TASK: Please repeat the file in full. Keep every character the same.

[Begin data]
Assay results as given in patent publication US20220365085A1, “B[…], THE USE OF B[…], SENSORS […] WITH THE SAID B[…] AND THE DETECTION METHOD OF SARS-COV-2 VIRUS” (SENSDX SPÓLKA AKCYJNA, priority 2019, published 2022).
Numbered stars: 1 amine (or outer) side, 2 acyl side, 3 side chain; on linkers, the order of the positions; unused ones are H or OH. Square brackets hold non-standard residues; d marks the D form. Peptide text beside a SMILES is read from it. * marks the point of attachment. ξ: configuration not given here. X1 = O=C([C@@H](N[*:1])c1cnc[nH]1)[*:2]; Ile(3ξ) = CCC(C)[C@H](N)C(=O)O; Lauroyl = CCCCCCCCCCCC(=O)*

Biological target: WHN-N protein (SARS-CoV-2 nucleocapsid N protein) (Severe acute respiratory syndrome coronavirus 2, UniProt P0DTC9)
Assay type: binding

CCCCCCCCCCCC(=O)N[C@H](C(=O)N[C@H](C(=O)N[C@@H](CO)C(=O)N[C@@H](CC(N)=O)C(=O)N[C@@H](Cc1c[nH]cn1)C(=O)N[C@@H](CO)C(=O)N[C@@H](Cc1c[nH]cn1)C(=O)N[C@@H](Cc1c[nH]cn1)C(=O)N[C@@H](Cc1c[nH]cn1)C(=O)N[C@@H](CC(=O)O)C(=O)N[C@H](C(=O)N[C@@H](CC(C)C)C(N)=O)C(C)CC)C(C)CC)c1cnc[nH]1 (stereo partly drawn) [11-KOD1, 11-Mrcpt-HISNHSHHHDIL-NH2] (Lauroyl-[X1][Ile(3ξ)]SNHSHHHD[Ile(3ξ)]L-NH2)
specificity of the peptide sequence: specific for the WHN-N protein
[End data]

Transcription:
Assay results as given in patent publication US20220365085A1, “B[…], THE USE OF B[…], SENSORS […] WITH THE SAID B[…] AND THE DETECTION METHOD OF SARS-COV-2 VIRUS” (SENSDX SPÓLKA AKCYJNA, priority 2019, published 2022).
Numbered stars: 1 amine (or outer) side, 2 acyl side, 3 side chain; on linkers, the order of the positions; unused ones are H or OH. Square brackets hold non-standard residues; d marks the D form. Peptide text beside a SMILES is read from it. * marks the point of attachment. ξ: configuration not given here. X1 = O=C([C@@H](N[*:1])c1cnc[nH]1)[*:2]; Ile(3ξ) = CCC(C)[C@H](N)C(=O)O; Lauroyl = CCCCCCCCCCCC(=O)*

Biological target: WHN-N protein (SARS-CoV-2 nucleocapsid N protein) (Severe acute respiratory syndrome coronavirus 2, UniProt P0DTC9)
Assay type: binding

CCCCCCCCCCCC(=O)N[C@H](C(=O)N[C@H](C(=O)N[C@@H](CO)C(=O)N[C@@H](CC(N)=O)C(=O)N[C@@H](Cc1c[nH]cn1)C(=O)N[C@@H](CO)C(=O)N[C@@H](Cc1c[nH]cn1)C(=O)N[C@@H](Cc1c[nH]cn1)C(=O)N[C@@H](Cc1c[nH]cn1)C(=O)N[C@@H](CC(=O)O)C(=O)N[C@H](C(=O)N[C@@H](CC(C)C)C(N)=O)C(C)CC)C(C)CC)c1cnc[nH]1 (stereo partly drawn) [11-KOD1, 11-Mrcpt-HISNHSHHHDIL-NH2] (Lauroyl-[X1][Ile(3ξ)]SNHSHHHD[Ile(3ξ)]L-NH2)
specificity of the peptide sequence: specific for the WHN-N protein